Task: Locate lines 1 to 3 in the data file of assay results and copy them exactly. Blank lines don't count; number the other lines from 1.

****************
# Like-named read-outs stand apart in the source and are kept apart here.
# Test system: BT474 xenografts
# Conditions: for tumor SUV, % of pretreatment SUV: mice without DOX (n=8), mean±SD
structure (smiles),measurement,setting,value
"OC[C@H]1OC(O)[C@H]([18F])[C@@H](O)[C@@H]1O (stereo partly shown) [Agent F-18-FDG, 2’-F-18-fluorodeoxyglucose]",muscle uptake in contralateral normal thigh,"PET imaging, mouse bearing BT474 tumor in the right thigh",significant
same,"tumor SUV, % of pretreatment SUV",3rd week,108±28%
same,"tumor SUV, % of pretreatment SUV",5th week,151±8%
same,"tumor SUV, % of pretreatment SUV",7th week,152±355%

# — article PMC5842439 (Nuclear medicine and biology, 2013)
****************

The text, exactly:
# Like-named read-outs stand apart in the source and are kept apart here.
# Test system: BT474 xenografts
# Conditions: for tumor SUV, % of pretreatment SUV: mice without DOX (n=8), mean±SD